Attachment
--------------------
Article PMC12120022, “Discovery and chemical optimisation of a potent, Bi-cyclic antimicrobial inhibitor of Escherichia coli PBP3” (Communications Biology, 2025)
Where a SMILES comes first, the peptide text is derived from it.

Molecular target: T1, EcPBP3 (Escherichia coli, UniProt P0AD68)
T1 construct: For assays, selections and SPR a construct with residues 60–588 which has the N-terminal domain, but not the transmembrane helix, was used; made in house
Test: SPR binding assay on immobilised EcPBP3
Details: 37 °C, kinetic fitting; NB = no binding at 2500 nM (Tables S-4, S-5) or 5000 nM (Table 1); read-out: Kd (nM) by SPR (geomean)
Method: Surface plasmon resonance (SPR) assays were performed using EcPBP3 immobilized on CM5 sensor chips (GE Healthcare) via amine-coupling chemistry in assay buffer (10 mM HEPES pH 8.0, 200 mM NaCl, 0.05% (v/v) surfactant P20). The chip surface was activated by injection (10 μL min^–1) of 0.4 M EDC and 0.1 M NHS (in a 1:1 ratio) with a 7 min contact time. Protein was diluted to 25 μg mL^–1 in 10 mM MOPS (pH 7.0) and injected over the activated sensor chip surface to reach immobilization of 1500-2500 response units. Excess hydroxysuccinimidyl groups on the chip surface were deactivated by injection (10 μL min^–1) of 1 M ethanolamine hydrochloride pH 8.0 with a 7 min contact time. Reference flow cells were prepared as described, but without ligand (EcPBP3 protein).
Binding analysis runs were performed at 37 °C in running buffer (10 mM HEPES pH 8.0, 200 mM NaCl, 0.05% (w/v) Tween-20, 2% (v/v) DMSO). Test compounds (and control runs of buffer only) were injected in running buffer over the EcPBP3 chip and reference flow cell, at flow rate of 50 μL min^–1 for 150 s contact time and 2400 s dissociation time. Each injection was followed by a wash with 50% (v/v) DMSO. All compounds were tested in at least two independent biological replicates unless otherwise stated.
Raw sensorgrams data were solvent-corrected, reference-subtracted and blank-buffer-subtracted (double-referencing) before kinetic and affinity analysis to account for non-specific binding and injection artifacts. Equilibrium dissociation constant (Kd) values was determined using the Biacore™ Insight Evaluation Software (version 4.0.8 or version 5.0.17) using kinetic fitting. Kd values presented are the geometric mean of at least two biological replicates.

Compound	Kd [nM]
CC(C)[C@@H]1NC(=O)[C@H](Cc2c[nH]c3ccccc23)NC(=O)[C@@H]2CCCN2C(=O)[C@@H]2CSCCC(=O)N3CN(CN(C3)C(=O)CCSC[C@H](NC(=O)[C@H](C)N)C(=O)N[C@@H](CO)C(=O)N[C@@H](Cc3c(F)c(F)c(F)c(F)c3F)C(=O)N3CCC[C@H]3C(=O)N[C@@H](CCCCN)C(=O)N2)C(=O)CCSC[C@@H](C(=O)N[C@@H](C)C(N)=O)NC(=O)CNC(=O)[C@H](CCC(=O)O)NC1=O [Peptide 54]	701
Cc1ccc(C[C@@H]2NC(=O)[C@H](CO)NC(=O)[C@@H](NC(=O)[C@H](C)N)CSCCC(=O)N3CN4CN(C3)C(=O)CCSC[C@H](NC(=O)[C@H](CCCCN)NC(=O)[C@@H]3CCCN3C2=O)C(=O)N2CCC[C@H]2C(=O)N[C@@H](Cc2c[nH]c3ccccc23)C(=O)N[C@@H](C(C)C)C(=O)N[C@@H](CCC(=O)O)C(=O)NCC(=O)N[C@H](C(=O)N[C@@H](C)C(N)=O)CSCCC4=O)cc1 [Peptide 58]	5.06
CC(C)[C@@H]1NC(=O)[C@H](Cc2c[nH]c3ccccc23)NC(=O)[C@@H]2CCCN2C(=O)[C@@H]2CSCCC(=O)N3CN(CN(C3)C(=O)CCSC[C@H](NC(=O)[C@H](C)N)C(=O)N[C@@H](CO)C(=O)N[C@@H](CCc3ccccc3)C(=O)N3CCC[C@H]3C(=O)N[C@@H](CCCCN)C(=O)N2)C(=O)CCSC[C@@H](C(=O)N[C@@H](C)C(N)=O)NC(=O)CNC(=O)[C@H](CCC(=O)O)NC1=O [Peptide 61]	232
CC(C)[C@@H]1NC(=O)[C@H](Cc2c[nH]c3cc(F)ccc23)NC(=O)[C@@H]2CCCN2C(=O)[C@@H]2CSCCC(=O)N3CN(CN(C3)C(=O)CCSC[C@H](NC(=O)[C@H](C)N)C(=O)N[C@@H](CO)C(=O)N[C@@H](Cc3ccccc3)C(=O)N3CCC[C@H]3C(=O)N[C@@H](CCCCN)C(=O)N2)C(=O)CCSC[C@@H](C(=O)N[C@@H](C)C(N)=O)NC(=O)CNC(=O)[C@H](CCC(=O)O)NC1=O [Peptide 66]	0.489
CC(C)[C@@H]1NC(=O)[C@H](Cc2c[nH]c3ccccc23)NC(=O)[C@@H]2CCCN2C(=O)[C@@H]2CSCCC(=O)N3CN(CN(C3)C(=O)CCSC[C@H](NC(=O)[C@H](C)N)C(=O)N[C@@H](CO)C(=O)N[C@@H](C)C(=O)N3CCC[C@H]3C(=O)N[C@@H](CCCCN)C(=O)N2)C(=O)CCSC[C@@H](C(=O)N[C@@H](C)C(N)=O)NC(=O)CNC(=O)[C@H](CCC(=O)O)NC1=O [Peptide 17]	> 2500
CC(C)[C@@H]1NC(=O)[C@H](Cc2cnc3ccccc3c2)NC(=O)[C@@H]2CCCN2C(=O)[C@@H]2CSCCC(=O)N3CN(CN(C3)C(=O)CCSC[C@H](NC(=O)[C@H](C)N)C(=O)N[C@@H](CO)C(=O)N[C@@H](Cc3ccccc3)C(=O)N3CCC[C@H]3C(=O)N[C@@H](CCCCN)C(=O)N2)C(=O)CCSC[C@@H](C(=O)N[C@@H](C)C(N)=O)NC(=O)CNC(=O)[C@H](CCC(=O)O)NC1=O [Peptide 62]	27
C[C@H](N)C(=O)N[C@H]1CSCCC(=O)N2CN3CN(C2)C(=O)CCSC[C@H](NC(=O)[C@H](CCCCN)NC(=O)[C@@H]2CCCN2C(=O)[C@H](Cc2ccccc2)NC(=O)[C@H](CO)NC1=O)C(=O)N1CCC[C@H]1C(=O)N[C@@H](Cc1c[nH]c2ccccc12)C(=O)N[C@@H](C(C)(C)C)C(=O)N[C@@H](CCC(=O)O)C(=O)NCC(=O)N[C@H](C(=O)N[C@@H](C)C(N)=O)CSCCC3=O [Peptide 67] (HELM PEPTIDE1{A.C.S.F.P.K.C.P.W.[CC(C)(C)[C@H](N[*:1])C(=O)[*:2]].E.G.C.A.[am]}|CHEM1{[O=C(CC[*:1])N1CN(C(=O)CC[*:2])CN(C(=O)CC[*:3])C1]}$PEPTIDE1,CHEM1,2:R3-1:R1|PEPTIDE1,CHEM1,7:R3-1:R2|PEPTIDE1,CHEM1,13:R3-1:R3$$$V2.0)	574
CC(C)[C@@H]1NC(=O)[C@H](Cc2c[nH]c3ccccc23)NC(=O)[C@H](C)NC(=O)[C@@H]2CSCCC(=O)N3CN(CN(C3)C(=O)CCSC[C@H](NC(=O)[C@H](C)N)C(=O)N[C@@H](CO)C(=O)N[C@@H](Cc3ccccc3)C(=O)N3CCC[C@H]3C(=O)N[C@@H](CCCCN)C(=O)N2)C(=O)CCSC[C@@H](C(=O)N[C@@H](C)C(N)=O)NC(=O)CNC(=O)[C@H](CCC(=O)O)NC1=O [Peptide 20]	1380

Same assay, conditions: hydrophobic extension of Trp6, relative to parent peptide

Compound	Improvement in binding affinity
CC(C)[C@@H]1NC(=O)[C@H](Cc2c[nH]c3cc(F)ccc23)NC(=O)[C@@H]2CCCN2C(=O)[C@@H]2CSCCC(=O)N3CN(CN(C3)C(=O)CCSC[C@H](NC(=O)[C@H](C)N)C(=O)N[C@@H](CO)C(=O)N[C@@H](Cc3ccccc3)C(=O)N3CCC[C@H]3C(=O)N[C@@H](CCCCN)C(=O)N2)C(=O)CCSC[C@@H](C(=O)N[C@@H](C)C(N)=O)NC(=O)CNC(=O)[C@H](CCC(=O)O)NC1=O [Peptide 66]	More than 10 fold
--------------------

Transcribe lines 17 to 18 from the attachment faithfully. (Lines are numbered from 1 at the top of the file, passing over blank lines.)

C[C@H](N)C(=O)N[C@H]1CSCCC(=O)N2CN3CN(C2)C(=O)CCSC[C@H](NC(=O)[C@H](CCCCN)NC(=O)[C@@H]2CCCN2C(=O)[C@H](Cc2ccccc2)NC(=O)[C@H](CO)NC1=O)C(=O)N1CCC[C@H]1C(=O)N[C@@H](Cc1c[nH]c2ccccc12)C(=O)N[C@@H](C(C)(C)C)C(=O)N[C@@H](CCC(=O)O)C(=O)NCC(=O)N[C@H](C(=O)N[C@@H](C)C(N)=O)CSCCC3=O [Peptide 67] (HELM PEPTIDE1{A.C.S.F.P.K.C.P.W.[CC(C)(C)[C@H](N[*:1])C(=O)[*:2]].E.G.C.A.[am]}|CHEM1{[O=C(CC[*:1])N1CN(C(=O)CC[*:2])CN(C(=O)CC[*:3])C1]}$PEPTIDE1,CHEM1,2:R3-1:R1|PEPTIDE1,CHEM1,7:R3-1:R2|PEPTIDE1,CHEM1,13:R3-1:R3$$$V2.0)	574
CC(C)[C@@H]1NC(=O)[C@H](Cc2c[nH]c3ccccc23)NC(=O)[C@H](C)NC(=O)[C@@H]2CSCCC(=O)N3CN(CN(C3)C(=O)CCSC[C@H](NC(=O)[C@H](C)N)C(=O)N[C@@H](CO)C(=O)N[C@@H](Cc3ccccc3)C(=O)N3CCC[C@H]3C(=O)N[C@@H](CCCCN)C(=O)N2)C(=O)CCSC[C@@H](C(=O)N[C@@H](C)C(N)=O)NC(=O)CNC(=O)[C@H](CCC(=O)O)NC1=O [Peptide 20]	1380